Unseconded by art, the spinning race
Draw the bright thread in vain, and idly toil.
In vain, forlorn in wilds, the citron blows;
And flowering plants perfume the desert gale.
Through the vile thorn the tender myrtle twines.
Inglorious droops the laurel, dead to song,
And long a stranger to the hero's brow.
Beyond the weak repair of modern toil;
These fractur'd arches, that the chiding stream
No more delighted hear; these rich remains
Of marbles now unknown, where shines imbib'd
Each parent ray; these massy columns, hew'd
From Afric's farthest shore: one granite all,
These obelisks high-towering to the sky,
These endless wonders that this sacred way*
Illumine still, and consecrate to fame;
These fountains, vases, urns, and statues, charg'd
With the fine stores of art-completing Greece.
Mine is, besides, thy every later boast:
Thy Buonarotis, thy Palladios mine; †
And mine the fair designs, which Raphael's soul
O'er the live canvas, emanating, breath'd.
"Nor half thy triumph this: cast, from brute fields, Mysterious mark'd with dark Egyptian lore;
Into the haunts of men thy ruthless eye.
There buxom Plenty never turns her horn;
The grace and virtue of exterior life,
No clean convenience reigns; ev'n Sleep itself,
Least delicate of powers, reluctant, there,
Lays on the bed impure his heavy head.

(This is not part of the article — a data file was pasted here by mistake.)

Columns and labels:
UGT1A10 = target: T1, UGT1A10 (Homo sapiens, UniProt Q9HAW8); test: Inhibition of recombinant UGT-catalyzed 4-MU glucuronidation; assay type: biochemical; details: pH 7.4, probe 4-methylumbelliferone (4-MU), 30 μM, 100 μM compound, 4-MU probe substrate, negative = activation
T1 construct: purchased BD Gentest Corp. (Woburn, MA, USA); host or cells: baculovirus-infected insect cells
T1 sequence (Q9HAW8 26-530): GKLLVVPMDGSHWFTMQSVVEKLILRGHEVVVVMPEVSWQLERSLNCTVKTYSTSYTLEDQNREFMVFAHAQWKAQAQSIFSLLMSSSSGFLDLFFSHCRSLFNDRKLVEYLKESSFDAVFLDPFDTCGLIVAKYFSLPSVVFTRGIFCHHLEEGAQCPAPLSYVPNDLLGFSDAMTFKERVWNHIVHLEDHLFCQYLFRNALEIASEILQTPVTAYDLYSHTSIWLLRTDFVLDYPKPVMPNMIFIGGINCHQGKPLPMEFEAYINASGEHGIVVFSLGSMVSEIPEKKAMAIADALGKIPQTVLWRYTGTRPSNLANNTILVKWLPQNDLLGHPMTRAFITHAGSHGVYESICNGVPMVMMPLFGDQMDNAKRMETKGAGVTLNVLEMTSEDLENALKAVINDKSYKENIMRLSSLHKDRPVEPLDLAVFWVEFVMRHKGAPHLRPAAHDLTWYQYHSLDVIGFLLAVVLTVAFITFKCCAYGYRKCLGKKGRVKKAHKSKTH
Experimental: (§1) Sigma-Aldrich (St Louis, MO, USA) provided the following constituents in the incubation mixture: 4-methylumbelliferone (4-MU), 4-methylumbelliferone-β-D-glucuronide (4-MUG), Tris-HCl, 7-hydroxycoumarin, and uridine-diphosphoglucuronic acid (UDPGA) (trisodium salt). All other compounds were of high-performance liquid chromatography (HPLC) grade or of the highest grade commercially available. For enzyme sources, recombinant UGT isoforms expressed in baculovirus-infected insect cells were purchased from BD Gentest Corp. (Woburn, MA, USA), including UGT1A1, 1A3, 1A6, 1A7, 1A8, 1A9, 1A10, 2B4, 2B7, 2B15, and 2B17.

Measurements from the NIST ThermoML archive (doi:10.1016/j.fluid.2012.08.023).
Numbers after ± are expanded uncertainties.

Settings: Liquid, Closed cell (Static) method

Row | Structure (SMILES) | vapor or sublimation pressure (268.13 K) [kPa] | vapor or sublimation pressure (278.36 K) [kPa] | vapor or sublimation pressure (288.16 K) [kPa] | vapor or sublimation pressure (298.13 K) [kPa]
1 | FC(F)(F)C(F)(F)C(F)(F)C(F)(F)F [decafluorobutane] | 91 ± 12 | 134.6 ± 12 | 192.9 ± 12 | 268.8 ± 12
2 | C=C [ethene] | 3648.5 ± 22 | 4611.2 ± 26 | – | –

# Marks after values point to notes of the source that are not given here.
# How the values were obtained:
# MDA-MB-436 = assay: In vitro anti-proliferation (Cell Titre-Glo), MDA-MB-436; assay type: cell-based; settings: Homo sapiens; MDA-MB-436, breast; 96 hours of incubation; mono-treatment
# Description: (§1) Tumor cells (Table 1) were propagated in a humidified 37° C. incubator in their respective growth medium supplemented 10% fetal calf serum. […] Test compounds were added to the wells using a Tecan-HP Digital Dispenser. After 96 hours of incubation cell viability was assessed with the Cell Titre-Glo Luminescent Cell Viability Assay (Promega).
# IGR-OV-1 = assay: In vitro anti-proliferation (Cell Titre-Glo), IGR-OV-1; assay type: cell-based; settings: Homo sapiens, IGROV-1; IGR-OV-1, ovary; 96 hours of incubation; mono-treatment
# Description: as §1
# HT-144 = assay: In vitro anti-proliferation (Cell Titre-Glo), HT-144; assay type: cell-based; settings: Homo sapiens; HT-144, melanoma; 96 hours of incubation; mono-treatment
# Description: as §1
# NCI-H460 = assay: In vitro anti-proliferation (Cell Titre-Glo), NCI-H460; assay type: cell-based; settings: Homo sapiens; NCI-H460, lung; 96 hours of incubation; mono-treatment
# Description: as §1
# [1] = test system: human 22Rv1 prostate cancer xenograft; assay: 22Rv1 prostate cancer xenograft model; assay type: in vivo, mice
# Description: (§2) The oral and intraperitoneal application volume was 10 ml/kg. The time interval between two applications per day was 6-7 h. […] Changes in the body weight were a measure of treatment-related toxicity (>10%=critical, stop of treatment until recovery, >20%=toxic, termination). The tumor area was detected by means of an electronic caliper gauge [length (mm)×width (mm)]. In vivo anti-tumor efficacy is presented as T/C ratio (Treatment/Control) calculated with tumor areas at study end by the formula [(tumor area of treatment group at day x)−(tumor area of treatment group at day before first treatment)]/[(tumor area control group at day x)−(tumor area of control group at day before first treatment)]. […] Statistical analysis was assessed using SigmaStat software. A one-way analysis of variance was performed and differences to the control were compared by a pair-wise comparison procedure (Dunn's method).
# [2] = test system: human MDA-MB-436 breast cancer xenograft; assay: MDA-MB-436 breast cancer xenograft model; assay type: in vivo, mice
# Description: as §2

Thy horrid walk! dead, empty, unadorn'd,
See streets whose echoes never know the voice
Of cheerful Hurry, Commerce many-tongu'd,
And Art mechanic at his various task,
Fervent, employ'd. Mark the desponding race,
Of occupation void, as void of hope;
Hope, the glad ray, glanc'd from Eternal Good,
That life enlivens, and exalts its powers,
With views of fortune-madness all to them!
By thee relentless seiz'd their better joys,
To the soft aid of cordial airs they fly,
Breathing a kind oblivion o'er their woes,
And love and music melt their souls away.
From feeble Justice see how rash Revenge,
Trembling, the balance snatches; and the sword,
Fearful himself, to venal ruffians gives.
See where God's altar, nursing murder, stands,
With the red touch of dark assassins stain'd.
But chief let Rome, the mighty city! speak
The full-exerted genius of thy reign.
Behold her rise amid the lifeless waste,
Expiring Nature all corrupted round;
While the lone Tyber, through the desert plain,
Winds his waste stores, and sullen sweeps along.
Patch'd from my fragments, in unsolid pomp,
Mark how the temple glares; and artful drest,
Amusive, draws the superstitious train.
Mark how the palace lifts a lying front,